For those who do not know, Coppin’s new Health and Human Services building that stands proudly today replaced a once decayed community that had fallen prey to decades of dis-investment. I grew up around the corner from Warwick Avenue – and Thomas Avenue – and Whitmore. This was one murderous place. Reginald ‘Lil’ Reggie Matthews lived there. His murder was but one. Then there was Darryl Motley. He, too, was killed. I grew up with them. Played ball with them. Went to school with them. Now, they are gone. They didn’t make it to 21 – if I’m not mistaken.
But, today, there is now a beautiful addition to the community. Those streets and alleys are now replaced with something magnificent. And with the new Walbrook Lumber Mill coming, I see a new West Baltimore that took far too long for someone to care enough to help it.
Yet, all of these Democratic elected officials in Baltimore – most of whom are black – have always told the community to vote for the Dems. Whether Democrat or Republican, a racist is a racist. Whether they are liberal or conservative, it does not matter. One can simply tell from their actions just where their allegiance lies. While North and Charles can get transformed overnight, people act like they don’t see the blight 15 blocks to the east or west.
Clearly, our Democratic leaders have been terribly ineffective at bringing home resources to East and West Baltimore – the parts where black folks live. There have been virtually no new rec centers and as for the new schools being built, they are not being built in the neighborhoods that need them the most. I think Baltimore’s black Democratic leaders are too busy kowtowing to everyone but their very own community. Sadly, Baltimore’s white power brokers have successfully neutralized any significant investment from happening in the black community aka the black L for the past five decades.
Nonetheless, it took a Republican governor to come into these horrifically neglected communities with Project CORE that has finally begun to address Baltimore’s abject poverty marked by a rash of vacant houses located primarily in the black community, a situation only exacerbated by the tragic death of Freddie Gray in 2015 when this city saw its first riots in 47 years. When national and international media came to Penn-North, some thought that the devastation they saw was caused by the riots and were shell-shocked to learn that things have been this was for decades.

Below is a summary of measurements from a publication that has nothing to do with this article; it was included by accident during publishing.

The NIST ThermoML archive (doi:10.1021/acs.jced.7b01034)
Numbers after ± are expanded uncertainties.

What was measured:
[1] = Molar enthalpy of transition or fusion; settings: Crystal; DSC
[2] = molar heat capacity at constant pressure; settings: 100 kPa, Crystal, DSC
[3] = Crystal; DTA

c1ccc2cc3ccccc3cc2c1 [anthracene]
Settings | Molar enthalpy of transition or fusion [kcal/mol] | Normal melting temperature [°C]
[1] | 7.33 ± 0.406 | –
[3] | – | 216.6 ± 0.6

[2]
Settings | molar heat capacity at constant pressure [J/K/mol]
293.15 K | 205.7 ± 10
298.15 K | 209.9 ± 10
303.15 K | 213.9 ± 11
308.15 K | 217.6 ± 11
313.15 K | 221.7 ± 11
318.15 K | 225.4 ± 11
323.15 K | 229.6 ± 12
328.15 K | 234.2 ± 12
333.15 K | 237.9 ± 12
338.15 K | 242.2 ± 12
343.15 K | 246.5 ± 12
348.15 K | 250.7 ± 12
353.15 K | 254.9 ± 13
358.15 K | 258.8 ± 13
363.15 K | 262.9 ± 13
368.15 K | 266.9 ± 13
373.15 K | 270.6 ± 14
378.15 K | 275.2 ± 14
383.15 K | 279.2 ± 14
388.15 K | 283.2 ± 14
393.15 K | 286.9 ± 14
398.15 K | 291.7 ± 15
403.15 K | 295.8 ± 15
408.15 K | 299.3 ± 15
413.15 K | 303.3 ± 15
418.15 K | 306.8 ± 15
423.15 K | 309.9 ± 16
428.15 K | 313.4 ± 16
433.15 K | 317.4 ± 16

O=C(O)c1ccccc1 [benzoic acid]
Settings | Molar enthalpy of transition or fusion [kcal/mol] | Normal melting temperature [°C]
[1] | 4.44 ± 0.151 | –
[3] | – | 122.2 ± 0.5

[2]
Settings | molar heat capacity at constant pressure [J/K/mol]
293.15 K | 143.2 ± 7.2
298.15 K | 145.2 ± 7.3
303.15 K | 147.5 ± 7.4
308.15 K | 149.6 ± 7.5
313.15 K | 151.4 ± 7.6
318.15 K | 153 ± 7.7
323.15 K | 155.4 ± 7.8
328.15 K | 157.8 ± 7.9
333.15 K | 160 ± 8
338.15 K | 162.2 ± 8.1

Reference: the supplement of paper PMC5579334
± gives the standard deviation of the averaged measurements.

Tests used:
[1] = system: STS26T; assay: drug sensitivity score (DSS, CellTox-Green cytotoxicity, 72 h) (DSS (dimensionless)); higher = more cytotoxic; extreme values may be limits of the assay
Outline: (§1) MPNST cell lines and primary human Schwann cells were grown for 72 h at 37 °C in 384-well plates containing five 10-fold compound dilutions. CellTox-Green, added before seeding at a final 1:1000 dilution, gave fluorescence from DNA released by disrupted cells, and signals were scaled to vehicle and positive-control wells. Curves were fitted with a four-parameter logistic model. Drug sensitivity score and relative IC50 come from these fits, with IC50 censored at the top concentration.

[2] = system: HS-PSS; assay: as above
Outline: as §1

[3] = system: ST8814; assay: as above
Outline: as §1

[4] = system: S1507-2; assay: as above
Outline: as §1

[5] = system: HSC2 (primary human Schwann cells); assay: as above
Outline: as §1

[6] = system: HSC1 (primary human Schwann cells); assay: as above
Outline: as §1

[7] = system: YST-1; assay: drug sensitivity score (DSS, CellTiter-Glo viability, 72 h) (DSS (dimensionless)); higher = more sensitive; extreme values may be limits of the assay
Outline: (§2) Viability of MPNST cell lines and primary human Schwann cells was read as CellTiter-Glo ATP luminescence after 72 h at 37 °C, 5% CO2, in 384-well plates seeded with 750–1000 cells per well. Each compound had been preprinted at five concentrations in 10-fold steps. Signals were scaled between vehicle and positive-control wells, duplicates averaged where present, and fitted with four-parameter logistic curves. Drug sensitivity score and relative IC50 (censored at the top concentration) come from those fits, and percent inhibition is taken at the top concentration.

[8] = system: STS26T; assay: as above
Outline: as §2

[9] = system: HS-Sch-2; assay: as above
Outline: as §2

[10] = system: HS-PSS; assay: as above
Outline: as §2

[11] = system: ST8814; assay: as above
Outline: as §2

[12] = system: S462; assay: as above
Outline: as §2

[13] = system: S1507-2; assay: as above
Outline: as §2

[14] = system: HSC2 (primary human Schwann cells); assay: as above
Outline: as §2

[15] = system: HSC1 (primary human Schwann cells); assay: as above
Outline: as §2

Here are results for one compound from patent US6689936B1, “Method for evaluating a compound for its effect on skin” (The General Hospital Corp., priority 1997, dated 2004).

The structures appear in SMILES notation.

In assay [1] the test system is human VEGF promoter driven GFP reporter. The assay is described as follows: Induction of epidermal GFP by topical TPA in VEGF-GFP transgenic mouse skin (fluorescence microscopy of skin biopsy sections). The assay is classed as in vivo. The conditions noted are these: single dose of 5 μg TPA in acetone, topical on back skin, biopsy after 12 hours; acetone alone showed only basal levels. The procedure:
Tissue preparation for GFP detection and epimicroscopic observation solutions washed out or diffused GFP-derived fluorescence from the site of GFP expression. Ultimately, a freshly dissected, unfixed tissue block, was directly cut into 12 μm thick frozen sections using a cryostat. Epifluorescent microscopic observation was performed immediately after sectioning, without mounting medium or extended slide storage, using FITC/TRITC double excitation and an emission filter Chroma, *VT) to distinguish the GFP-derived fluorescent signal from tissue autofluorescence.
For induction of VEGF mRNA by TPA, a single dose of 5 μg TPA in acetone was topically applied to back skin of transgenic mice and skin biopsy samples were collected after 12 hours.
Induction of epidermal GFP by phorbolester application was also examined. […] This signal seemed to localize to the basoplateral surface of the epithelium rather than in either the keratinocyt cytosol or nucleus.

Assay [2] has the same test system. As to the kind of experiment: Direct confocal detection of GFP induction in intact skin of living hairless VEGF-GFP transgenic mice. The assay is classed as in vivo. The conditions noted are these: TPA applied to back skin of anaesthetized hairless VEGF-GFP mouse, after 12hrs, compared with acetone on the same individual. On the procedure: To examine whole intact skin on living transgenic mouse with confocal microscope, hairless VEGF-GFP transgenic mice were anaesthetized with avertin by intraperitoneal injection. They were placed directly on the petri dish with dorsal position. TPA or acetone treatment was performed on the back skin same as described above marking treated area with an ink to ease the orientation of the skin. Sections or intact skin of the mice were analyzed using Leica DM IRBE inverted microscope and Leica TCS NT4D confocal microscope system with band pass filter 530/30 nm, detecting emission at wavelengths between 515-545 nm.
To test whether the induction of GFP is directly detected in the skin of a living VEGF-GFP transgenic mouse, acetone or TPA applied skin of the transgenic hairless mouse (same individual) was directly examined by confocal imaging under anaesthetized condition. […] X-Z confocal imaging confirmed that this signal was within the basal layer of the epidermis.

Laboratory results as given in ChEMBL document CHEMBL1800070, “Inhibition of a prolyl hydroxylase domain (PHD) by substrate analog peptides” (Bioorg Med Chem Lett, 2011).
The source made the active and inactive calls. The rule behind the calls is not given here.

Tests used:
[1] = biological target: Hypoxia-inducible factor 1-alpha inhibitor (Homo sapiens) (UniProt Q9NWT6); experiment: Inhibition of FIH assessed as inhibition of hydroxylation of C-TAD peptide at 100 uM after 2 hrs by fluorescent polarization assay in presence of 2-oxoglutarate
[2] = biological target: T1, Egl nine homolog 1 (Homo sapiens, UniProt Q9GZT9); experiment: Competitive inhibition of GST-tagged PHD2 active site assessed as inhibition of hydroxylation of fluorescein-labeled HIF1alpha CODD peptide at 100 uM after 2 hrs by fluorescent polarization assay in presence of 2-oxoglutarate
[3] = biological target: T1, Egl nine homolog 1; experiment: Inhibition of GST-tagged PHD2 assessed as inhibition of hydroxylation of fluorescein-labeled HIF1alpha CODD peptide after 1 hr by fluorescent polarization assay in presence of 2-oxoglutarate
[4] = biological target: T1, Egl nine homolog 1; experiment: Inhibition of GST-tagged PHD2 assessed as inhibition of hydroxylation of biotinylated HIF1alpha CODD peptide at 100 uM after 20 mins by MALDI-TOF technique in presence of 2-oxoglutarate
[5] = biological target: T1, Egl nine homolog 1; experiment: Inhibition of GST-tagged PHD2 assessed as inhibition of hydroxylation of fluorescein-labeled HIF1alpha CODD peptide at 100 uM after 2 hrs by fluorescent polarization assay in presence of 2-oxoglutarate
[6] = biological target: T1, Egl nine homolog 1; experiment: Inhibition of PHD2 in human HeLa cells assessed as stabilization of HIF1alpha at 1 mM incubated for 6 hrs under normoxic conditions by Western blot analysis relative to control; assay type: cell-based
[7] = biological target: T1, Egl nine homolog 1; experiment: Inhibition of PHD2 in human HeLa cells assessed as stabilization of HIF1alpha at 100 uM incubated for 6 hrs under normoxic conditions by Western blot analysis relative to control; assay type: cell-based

Lastly, I must pay homage to Lt. Gov. Boyd Rutherford, a man I’ve known for 15 years, a man with a mountain of character. I am very proud of him and very confident that he will continue to effectively serve the people. He once served as Secretary of the Maryland Department of General Services under Ehrlich, a powerful position in the government in which he managed a major state budget. At yesterday’s announcement, Gov. Hogan announced that Rutherford will now lead the Maryland Opportunity Zone Leadership Task Force.
According to Rutherford, “The governor’s leadership and vision has made the revitalization of our most vulnerable communities a top priority for the state. This is an exciting endeavor, one in which I believe will truly make a difference in those communities that need our assistance the most.”
Truth be told, many expect him to be the next governor – which is just dandy with me. This guy gets it. He’s not afraid of his people. He speaks truth to power. He’s humble, a family man, and he gives a damn, something I wish Democrats here would finally understand. More importantly, he understands that very little can get done in America without money, especially in Black America.
Great job, Gov. Hogan! Keep it up!